- Arroyo is officially charged with manipulating a 2007 Senate election
- She was booked at a hospital
- The government stopped her from leaving the country despite a court ruling
Former Philippine President Gloria Macapagal Arroyo was formally charged with electoral sabotage Saturday, days after she was detained as she tried to leave the country.
CNN affiliate ABS CBN, citing national police, reported that the former president was booked from her hospital room at St. Luke's Medical Center in Taguig City, where she is under police guard.
The Philippine Commission on Elections on Friday approved fraud charges against Arroyo and several other former officials.
Arroyo is charged in connection with the alleged manipulation of results during 2007 Senate elections, according to the Philippines News Agency.
She has denied any wrongdoing.
Arroyo was stopped from leaving the country Tuesday as she was trying to board a plane at Manila's Ninoy Aquino International Airport, hours after the country's Supreme Court overruled government-imposed restrictions on her travels. The Supreme Court again Friday rejected the government's travel ban, saying she was free to leave as long as she posted a bond and met other requirements, said Jose Midas Marquez, a court spokesman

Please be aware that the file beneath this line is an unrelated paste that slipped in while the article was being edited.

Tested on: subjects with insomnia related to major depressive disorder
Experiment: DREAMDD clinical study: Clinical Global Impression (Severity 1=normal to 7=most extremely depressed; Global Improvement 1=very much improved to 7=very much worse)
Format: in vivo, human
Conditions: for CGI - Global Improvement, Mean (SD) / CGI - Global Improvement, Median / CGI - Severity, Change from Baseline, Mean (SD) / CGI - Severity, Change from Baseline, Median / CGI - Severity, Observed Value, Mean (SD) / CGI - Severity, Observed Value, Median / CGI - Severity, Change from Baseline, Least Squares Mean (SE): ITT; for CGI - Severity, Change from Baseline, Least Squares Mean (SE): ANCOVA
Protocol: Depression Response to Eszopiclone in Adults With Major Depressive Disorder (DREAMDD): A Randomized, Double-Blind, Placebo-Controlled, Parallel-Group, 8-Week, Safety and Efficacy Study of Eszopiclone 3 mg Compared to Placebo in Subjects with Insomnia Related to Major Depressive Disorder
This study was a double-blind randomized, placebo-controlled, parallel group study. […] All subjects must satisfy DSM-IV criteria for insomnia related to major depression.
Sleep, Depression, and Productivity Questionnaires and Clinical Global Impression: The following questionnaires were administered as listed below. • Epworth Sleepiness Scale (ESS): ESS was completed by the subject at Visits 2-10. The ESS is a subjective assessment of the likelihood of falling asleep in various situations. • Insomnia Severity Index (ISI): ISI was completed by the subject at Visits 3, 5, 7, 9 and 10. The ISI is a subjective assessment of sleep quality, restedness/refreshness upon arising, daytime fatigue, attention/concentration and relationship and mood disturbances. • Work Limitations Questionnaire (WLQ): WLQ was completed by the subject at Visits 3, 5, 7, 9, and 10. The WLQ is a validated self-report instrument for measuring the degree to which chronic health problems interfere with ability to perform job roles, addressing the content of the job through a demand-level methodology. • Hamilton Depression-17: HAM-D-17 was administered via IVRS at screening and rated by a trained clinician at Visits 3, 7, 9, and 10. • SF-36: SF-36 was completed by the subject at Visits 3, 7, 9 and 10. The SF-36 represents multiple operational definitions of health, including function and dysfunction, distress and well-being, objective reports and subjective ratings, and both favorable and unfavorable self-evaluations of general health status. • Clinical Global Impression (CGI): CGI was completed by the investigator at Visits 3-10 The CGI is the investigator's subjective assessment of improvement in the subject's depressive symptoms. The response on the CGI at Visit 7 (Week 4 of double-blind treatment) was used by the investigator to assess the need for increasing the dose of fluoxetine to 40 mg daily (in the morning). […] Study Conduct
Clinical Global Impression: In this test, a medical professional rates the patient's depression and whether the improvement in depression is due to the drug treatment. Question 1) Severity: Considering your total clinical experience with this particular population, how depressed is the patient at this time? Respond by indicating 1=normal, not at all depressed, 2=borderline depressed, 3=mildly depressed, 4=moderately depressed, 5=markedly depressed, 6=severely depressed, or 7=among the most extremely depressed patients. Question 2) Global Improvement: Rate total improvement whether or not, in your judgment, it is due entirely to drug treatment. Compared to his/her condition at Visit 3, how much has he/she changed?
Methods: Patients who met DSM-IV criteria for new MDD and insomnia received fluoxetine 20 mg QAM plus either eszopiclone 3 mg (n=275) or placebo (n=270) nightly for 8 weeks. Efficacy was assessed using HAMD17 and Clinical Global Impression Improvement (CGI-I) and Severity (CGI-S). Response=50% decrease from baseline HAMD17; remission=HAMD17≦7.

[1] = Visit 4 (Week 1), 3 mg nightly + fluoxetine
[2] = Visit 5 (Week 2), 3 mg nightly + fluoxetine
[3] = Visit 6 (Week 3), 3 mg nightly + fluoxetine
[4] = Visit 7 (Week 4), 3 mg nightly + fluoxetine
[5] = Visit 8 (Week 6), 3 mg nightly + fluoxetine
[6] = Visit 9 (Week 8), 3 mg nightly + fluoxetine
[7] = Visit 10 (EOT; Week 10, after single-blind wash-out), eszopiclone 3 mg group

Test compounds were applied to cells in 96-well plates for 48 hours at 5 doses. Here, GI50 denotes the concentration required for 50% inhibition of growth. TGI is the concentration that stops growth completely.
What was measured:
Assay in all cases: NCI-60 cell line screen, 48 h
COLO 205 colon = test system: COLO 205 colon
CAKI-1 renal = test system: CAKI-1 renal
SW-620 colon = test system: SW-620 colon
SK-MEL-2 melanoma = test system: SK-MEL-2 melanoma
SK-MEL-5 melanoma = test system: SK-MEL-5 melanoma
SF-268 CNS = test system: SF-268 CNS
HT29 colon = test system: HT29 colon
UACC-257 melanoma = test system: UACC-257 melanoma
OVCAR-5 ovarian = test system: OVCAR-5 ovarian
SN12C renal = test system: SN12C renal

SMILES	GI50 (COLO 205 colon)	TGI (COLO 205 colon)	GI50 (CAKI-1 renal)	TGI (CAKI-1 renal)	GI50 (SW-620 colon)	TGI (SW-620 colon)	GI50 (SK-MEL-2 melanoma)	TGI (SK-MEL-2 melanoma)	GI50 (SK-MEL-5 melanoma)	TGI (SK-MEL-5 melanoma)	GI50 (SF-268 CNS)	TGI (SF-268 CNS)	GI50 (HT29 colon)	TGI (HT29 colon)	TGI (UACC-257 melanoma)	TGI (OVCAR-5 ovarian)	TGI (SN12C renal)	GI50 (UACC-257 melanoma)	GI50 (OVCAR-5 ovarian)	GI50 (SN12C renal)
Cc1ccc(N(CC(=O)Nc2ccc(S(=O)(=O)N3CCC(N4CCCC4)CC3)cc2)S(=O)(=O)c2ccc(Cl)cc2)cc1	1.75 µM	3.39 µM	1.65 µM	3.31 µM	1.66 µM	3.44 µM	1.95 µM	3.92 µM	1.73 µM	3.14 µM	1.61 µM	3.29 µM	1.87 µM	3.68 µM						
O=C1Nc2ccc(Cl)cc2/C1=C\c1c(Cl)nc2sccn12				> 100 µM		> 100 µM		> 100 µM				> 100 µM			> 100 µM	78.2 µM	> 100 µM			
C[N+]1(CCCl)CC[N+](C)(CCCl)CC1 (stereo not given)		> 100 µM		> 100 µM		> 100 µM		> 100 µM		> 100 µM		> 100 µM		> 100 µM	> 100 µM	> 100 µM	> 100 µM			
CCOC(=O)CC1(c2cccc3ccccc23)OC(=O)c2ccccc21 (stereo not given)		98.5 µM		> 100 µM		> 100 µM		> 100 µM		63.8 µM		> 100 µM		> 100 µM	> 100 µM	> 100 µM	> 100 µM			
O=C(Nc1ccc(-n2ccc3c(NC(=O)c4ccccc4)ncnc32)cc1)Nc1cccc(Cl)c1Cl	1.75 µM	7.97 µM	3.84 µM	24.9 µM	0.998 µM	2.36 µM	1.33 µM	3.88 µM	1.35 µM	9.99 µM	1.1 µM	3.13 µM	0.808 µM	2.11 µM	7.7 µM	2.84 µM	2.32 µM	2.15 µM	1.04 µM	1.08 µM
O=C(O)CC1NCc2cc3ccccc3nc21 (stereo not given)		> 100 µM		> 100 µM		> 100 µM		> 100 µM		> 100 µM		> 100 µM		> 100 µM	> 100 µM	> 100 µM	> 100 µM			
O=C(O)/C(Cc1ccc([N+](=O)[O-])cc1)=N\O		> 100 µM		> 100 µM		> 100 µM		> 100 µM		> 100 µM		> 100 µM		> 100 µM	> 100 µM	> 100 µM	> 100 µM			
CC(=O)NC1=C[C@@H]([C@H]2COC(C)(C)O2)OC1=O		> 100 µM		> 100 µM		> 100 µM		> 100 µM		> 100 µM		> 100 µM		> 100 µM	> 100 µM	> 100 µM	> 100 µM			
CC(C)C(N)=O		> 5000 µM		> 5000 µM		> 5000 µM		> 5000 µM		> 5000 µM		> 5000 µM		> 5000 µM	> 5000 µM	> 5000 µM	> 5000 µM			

Arroyo was reportedly boarding the flight to seek medical treatment abroad for her bone disease diagnosed earlier this year, following three unsuccessful spinal operations in the Philippines. She arrived at the airport in an ambulance and was transported to the departure gate in a wheelchair while wearing a neck brace.
Arroyo's lawyer, Raul Lambino, said the former first couple was "subjected to indignity and embarrassment at the airport," calling the government's defiance of the Supreme Court order "abhorrent and in violation of the rights of the individual guaranteed by the (Philippine's) constitution and the United Nations Universal Declaration of Human Rights."
But presidential spokesman Edwin Lacierda described the situation as "all high drama," according to media reports. "They (the Arroyos) want the public to sympathize with them," he added.
He said that while the Arroyo couple would be treated with dignity, the government would be "firm in our decision not to allow them to leave the country." Arroyo's husband, Jose Miguel Arroyo, is also accused of corruption.
The Supreme Court, which is mostly staffed by judges hired under Arroyo, defied current President Benigno Aquino's state mandate of investigating allegations of corruption during Arroyo's 2001-2010 presidential term.